Here’s how to catapult your high school senior into the future when he can barely think about next week: Talk about the “Graduate On Time” game and it’s rules. It’ll be particularly riveting when you show him how much money an extra year in college will cost your family. Then there’s the potential 5 figure salary that he, personally, might lose each year. Whoa!
Watch my latest video about graduating on time. Don’t worry, there are only 6 rules!
In the video, the part about making a chart is very important. Several of the top-rated private non-profit universities have installed charts in their advising system websites. Students can use these charts to design their paths to graduation with the help of their advisors.
The chart used by the majority of MIT students caught my eye. It’s called Courseroad and it was designed by current senior (’15) Danny Ben-David
when he was a freshman. Danny saw a flyer for a contest and designed the Courseroad app as his entry. When he won the icampus prize, MIT’s administration gave him some monetary incentive to finish the app over the summer. Danny’s Courseroad app has become quite popular on campus even with no advertising other than word-of -mouth. Danny says he may open-source Courseroad in the near future to encourage developers at other universities to design their own. One big advantage for Danny in developing Courseroad was MIT’s unique course numbering system. For instance, math is Course 18, not math. All math courses start with 18 followed by a decimal point and one, two, or three places. Differential Equations is 18.03 for example.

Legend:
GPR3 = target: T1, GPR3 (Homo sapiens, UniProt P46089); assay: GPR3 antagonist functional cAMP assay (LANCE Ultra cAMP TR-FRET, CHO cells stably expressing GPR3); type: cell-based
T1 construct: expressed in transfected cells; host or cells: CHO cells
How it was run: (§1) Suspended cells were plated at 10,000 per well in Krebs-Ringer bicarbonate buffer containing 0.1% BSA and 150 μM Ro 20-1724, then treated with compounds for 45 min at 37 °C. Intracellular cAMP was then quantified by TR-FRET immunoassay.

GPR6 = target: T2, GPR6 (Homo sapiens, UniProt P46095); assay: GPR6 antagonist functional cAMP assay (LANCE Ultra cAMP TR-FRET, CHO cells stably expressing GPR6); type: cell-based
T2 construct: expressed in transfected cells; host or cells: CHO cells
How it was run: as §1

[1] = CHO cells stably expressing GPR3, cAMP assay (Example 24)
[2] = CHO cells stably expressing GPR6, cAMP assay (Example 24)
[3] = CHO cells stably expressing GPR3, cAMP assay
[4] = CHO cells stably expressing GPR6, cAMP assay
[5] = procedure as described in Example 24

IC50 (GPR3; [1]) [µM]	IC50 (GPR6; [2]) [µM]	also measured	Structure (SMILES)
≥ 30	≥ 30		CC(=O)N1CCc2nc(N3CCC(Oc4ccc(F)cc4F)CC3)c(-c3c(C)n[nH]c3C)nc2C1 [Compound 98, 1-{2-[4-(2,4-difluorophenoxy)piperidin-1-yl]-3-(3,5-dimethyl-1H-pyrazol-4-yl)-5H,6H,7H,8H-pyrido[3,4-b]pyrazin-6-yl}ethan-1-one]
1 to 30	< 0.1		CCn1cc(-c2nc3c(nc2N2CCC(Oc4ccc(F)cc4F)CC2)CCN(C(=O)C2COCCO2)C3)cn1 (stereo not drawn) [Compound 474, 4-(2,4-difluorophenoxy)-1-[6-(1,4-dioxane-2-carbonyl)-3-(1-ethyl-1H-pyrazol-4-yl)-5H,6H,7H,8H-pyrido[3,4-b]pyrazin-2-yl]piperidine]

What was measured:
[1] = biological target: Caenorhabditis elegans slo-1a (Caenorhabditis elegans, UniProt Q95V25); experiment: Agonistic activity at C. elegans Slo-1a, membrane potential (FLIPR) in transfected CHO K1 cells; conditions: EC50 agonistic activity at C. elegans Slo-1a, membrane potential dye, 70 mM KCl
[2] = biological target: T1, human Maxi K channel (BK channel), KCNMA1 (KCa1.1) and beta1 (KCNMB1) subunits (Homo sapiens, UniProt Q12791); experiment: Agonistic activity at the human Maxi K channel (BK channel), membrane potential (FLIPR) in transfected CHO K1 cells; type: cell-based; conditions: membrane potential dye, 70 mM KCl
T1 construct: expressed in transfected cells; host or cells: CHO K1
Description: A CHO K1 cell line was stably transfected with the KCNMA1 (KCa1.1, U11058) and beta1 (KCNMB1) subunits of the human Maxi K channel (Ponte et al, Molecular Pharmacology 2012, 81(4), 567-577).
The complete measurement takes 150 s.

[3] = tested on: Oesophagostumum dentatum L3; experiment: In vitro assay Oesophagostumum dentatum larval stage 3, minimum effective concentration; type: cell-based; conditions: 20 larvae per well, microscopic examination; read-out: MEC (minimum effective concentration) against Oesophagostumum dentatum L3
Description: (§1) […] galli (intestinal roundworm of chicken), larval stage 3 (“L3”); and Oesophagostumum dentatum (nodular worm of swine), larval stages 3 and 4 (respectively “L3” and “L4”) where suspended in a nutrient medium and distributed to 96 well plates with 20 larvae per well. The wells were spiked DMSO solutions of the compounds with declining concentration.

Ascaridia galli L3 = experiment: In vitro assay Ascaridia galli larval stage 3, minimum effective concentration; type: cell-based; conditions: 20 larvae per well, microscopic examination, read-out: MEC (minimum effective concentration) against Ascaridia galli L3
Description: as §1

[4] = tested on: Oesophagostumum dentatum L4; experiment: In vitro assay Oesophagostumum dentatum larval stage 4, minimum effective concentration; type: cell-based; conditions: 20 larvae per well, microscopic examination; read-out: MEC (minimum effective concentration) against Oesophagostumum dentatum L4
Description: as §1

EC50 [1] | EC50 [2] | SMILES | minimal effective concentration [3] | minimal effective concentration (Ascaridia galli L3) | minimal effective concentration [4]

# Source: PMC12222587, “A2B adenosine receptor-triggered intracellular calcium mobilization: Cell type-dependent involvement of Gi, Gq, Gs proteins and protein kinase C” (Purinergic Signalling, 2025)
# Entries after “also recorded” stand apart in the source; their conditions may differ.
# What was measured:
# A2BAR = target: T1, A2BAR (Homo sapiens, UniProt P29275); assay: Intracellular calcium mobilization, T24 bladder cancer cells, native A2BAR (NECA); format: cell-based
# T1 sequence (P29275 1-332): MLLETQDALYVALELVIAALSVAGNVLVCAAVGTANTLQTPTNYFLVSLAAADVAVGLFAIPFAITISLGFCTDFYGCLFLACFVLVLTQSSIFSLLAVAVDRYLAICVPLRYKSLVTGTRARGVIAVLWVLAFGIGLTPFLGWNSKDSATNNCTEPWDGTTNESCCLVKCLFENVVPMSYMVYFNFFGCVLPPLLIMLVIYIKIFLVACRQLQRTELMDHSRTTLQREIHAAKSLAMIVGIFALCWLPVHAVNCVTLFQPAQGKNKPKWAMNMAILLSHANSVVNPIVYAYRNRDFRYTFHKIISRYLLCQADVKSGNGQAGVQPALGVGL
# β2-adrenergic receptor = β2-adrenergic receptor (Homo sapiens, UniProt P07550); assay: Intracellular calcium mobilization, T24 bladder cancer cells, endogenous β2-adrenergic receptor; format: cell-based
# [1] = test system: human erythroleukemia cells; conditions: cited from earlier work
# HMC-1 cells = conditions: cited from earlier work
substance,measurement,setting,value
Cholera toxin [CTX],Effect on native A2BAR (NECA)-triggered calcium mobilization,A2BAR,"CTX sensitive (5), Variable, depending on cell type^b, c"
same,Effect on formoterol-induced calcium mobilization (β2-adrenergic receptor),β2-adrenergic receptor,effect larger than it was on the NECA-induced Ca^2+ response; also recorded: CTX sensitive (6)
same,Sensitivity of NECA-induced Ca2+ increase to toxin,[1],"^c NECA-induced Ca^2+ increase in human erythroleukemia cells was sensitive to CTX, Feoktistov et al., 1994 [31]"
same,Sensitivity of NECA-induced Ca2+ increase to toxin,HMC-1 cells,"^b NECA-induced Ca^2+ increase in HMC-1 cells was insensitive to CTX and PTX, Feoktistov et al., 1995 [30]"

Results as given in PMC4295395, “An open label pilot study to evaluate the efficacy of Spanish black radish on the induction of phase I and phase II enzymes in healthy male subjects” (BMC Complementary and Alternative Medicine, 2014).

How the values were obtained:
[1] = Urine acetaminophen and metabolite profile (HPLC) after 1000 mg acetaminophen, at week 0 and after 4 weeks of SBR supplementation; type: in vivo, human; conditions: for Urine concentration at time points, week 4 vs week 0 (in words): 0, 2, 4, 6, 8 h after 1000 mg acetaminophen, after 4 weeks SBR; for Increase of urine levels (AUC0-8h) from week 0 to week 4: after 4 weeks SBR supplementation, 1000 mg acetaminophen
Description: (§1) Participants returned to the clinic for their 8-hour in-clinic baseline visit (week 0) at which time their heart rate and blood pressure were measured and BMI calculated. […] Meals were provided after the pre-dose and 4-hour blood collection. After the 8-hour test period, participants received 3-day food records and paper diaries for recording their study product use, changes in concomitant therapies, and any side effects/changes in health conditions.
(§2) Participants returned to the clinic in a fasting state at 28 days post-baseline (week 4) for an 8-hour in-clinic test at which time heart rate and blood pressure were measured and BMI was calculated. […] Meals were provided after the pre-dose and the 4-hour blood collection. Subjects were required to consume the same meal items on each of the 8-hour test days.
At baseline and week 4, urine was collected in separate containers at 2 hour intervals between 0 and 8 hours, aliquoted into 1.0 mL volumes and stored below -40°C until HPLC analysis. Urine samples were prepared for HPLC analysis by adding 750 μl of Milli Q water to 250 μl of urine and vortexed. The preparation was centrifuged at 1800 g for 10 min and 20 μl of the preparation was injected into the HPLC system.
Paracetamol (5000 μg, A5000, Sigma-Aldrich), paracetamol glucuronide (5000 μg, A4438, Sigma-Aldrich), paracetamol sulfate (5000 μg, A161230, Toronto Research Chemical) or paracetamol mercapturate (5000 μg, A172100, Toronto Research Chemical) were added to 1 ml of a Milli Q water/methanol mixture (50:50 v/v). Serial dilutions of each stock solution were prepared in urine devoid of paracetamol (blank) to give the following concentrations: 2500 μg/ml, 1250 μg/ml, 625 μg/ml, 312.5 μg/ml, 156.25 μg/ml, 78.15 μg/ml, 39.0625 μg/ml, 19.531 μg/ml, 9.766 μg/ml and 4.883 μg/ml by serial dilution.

Danny included a Courseroad example, shown here,
based on his own academic path in a guest blog-post he wrote for the MIT admissions blog. Here a link Danny’s post.
Getting a major is the other big deal. Without a major, a student can’t even start to fill out a chart or Courseroad or Flightpath or any of the other apps designed to organize one’s academic career.
Complete College America, a well-funded organization that advocates for students to graduate on time, recommends that colleges require incoming freshmen to make a choice. The students would choose one of 7 “Meta-Majors” including STEM, Health Services, Business, Social Sciences, Humanities, Education and Arts.
The idea is that as the student progresses along a well-defined path, he or she would be able (with the help of advisors) to narrow the scope of the meta-major. For example, a meta-major of education might be narrowed to a major in elementary education. Course choices would become ever more limited as graduation time nears, and staying on track would be facilitated by a process called “Intrusive Advising”.
We shall watch and report.